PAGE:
Children: An Eternal Investment

Ready to "lawn" (my kids call it lawning)

Children need your time.  This is getting painfully clear the older my kids get and the longer I work with teenagers.  There are so many youth who are virtually on their own and it is difficult for them to make sense of things.  Children don’t need to be set in a room with a television or put in front of a computer screen. They need actual time with adults because that is the only way they will be able to see what faith actually looks like in real life.  Just because they live in the same house with you doesn’t mean that you are really investing in them.  This is even true of people who don’t have children of their own because it is likely they have influence on people around them.

Children are important, not a nuisance.  I know some people get queasy at the sight of a young child, but children are looking to adults for guidance.  My children look to me for affirmation, direction and for answers to their questions.  They want me to play with them, sit with them and just be there.  I look at my children and wonder what challenges the world will throw at them and if they will be ready for them.   I pray that with intentionality now, they will be better positioned to deal with whatever comes at them.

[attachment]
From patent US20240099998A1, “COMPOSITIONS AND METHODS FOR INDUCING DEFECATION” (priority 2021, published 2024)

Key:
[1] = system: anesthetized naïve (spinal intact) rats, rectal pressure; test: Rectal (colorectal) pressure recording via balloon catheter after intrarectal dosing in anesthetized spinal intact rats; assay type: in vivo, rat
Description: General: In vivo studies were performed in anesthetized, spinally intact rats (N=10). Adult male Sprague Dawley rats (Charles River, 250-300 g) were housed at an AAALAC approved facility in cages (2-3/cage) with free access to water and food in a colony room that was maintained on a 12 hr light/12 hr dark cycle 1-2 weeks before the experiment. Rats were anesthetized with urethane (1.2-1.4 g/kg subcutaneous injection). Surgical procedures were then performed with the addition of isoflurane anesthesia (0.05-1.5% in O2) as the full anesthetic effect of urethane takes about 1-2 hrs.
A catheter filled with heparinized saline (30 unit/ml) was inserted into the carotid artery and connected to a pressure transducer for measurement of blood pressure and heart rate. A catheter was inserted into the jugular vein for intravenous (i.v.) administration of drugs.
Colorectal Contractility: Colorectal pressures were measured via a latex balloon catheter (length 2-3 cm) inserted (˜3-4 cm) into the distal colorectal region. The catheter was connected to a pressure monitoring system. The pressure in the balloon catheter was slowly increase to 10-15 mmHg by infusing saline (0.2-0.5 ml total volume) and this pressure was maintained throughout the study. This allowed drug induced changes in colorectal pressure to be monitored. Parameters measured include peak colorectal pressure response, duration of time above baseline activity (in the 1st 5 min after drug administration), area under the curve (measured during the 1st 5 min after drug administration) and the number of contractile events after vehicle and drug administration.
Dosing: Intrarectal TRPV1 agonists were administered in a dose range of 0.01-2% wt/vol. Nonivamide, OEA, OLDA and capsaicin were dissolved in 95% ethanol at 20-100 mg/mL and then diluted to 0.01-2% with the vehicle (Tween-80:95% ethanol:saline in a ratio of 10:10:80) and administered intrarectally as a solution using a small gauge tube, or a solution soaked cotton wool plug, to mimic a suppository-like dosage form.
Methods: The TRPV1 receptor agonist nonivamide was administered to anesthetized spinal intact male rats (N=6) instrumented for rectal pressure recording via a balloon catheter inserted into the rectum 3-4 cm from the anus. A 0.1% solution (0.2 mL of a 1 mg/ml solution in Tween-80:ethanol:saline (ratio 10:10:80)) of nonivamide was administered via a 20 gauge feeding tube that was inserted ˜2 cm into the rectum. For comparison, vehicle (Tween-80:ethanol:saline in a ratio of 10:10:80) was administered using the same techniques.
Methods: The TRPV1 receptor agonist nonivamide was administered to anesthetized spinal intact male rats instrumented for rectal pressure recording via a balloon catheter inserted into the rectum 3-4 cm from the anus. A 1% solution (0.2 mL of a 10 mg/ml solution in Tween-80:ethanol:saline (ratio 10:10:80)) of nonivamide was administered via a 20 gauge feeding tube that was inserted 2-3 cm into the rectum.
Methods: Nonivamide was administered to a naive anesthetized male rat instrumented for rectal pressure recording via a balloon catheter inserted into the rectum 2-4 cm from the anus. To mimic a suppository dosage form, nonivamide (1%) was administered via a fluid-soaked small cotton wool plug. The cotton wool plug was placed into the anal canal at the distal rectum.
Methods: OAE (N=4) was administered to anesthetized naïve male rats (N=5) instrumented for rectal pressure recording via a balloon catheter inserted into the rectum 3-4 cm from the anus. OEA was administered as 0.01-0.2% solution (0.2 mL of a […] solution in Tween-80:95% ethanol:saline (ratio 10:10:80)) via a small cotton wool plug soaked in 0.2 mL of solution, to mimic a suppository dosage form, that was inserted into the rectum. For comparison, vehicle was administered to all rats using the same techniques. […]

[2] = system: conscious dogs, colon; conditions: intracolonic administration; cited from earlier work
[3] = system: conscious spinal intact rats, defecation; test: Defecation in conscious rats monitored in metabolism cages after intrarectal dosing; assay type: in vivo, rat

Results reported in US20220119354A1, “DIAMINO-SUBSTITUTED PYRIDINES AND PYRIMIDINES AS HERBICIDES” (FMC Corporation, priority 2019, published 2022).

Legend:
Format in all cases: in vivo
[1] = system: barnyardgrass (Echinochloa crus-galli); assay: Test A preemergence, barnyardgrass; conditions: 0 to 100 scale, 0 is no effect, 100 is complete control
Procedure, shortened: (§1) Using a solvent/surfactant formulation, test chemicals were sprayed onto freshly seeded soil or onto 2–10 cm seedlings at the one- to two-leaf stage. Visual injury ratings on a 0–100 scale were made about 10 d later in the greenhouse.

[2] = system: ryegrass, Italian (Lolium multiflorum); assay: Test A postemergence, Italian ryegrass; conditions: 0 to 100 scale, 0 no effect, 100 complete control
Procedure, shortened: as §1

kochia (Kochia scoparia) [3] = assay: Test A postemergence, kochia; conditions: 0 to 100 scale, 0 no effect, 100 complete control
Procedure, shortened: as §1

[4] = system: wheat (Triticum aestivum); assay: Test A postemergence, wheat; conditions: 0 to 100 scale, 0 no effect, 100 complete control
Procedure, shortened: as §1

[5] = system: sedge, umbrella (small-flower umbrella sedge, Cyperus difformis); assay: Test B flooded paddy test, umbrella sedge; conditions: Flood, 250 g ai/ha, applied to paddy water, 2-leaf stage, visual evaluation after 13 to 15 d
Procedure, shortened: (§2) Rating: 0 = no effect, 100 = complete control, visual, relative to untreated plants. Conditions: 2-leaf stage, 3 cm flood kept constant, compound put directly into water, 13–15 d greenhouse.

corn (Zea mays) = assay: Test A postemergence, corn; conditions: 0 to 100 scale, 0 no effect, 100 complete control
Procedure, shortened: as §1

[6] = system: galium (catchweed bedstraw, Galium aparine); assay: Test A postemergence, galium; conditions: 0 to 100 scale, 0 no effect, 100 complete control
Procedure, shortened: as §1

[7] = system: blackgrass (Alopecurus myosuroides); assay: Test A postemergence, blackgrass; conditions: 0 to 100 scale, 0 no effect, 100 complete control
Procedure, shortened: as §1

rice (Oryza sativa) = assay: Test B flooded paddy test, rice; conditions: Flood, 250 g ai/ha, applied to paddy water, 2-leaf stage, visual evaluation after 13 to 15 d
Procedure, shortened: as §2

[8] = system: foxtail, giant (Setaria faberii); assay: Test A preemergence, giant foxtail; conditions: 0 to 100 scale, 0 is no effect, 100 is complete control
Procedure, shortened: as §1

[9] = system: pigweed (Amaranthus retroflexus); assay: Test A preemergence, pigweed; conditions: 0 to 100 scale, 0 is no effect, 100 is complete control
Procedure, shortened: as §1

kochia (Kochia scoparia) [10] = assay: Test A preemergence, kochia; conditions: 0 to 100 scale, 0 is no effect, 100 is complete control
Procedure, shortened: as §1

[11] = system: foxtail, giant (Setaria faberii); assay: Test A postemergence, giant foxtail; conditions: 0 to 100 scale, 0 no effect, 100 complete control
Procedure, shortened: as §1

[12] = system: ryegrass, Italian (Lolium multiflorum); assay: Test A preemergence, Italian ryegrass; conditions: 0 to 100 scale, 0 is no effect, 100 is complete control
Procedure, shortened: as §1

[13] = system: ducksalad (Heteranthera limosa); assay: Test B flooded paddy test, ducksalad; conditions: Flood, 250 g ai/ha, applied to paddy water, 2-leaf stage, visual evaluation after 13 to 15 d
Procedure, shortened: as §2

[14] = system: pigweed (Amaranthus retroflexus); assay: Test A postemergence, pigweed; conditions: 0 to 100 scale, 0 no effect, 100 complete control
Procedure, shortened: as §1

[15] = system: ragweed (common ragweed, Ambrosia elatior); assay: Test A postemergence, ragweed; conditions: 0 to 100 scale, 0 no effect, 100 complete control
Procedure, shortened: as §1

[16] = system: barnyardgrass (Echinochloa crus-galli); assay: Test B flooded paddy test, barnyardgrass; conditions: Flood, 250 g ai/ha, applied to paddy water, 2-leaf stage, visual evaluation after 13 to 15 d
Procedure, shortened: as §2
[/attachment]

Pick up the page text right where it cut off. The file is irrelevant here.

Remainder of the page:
Do actions really speak louder than words?

They say actions speak louder than words, but I think that is only true if your words match your actions.  It is true that kids will catch on to things by watching.  That often goes both ways, though, as kids might be watching even at times you would rather they didn’t.  If you tell them not to lie and then they catch you in a lie, well that’s awkward isn’t it?

In Deuteronomy 4, Moses is giving the people some instructions to help them stay on track.  He takes extra care to describe to them how they are to teach their children.

“Only be careful, and watch yourselves closely so that you do not forget the things you eyes have seen or let them slip for your heart as long as you live.  Teach them to your children and to their children after them.” Deuteronomy 4:9